Regarding lifestyle, the farmer’s group had a lower prevalence of tobacco consumption, alcohol consumption and overweight/obesity than non-farmers. The mean GHQ-12 score for farmers was 3.1 and 1.3 for non-farmers (table 1).

Table 1

Characteristics of the study participants (N=281)

Differences in mental disorder symptoms between farmers and non-farmers

Farmers got 2.3 (95% CI: 1.71 to 3.09) times the mean number of mental disorder symptoms than non-farmers. After adjusting for the variables described in the first model (RM: 2.27; 95% CI: 1.69 to 3.06) and the second model (RM: 2.11; 95% CI: 1.48 to 3.01), the mean number of mental disorders symptom for farmers compared with non-farmers were still more than double (table 2).

Table 2

Mental disorder symptoms (GHQ-12) among farmers and non-farmers (N=281)

Occupational risk factors and mental disorder symptoms

We detected three factors associated with symptoms of mental disorders. Having a heavy workload increased 68% of the mean number of mental disorders symptoms (95% CI: 21% to 133%). On average, each extra working hour per day increased the same outcome by 13% (95% CI: 1% to 25%). We detected a marginally-protective effect of having a shaded work break against symptoms of mental disorders (27%, 95% CI: −47% to 0%) (table 3).

Table 3

Sociodemographic, occupational and lifestyle risk factors associated with mental disorders symptoms (GHQ-12) (N=281)


We assessed mental disorder symptoms and potential risk factors on farmers and non-farmers from the industrial sugarcane mill in a rural Peruvian context. We found that the farmers had more mental disorders symptoms compared with non-farmers and that for any worker in this study, having a heavy workload and working more hours per day was associated with a higher risk of having mental disorder symptoms. There was a lack of association between pesticides exposure and a higher scoring in the heat stress index with mental disorders symptoms, opposed to reported evidence of these factors in other studies.6 7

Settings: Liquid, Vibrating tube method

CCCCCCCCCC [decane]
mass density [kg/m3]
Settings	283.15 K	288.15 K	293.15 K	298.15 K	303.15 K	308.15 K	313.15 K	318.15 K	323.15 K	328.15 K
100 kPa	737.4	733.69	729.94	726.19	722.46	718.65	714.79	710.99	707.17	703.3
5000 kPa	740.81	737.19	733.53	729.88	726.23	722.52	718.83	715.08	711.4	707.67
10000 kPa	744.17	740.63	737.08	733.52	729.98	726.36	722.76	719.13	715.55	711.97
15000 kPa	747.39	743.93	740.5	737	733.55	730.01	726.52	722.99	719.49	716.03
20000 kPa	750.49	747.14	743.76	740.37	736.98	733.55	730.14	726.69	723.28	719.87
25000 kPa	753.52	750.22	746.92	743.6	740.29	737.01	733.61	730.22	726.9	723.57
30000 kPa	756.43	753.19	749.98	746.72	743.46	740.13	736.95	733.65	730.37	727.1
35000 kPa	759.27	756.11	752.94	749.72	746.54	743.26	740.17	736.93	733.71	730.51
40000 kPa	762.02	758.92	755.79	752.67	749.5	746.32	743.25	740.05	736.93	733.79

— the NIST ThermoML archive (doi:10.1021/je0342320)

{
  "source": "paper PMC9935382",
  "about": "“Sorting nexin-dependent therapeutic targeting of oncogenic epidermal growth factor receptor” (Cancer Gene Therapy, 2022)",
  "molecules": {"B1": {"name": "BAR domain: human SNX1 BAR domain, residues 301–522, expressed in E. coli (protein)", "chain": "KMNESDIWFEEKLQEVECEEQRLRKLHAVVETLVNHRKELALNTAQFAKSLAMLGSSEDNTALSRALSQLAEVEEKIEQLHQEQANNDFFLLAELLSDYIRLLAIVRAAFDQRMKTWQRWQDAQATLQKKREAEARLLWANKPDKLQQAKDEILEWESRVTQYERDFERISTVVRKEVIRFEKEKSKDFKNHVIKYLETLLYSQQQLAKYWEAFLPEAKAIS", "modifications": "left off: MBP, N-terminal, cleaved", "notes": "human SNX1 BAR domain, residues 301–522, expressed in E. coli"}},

Our study focused on active sugarcane industry workers and compared the occupational characteristics among the farmers' and non-farmers' groups. Our farmers' sample was younger than the mean age of participants reported in other studies.19 According to Wang et al, younger farmers experienced higher stress-related symptoms, while elderly farmers experienced more mental disabilities.20 We also found that many farmers worked under a fixed-term contract/service lease with fewer benefits. Insecurity related to future employment can negatively affect workers' health.4 A previous Norwegian study found that male agricultural workers had the highest HADS-D (Hospital Anxiety and Depression Scale) level of all occupational groups, and job insecurity may be a possible explanation.21 Due to their labour instability, farmers tend to overwork many more hours than is legally allowed (Law 27 671 rules the working day, hours and over time, established by the Peruvian government).22 Despite this, farmers have a lower average monthly salary than non-farmers, as it is considered unskilled labour where the only requirement is previous experience. Financial challenges negatively impact farmers’ mental health, for example, psychological distress, depression and less satisfaction with life, particularly in those settings where agriculture represents the main source of income.23 Also, farmers had heavier workloads compared with non-farmer workers. Kallioniemi et al found that stressors related to workload were associated with stress and burnout symptoms in Finland’s farmers.5 These results support our study findings.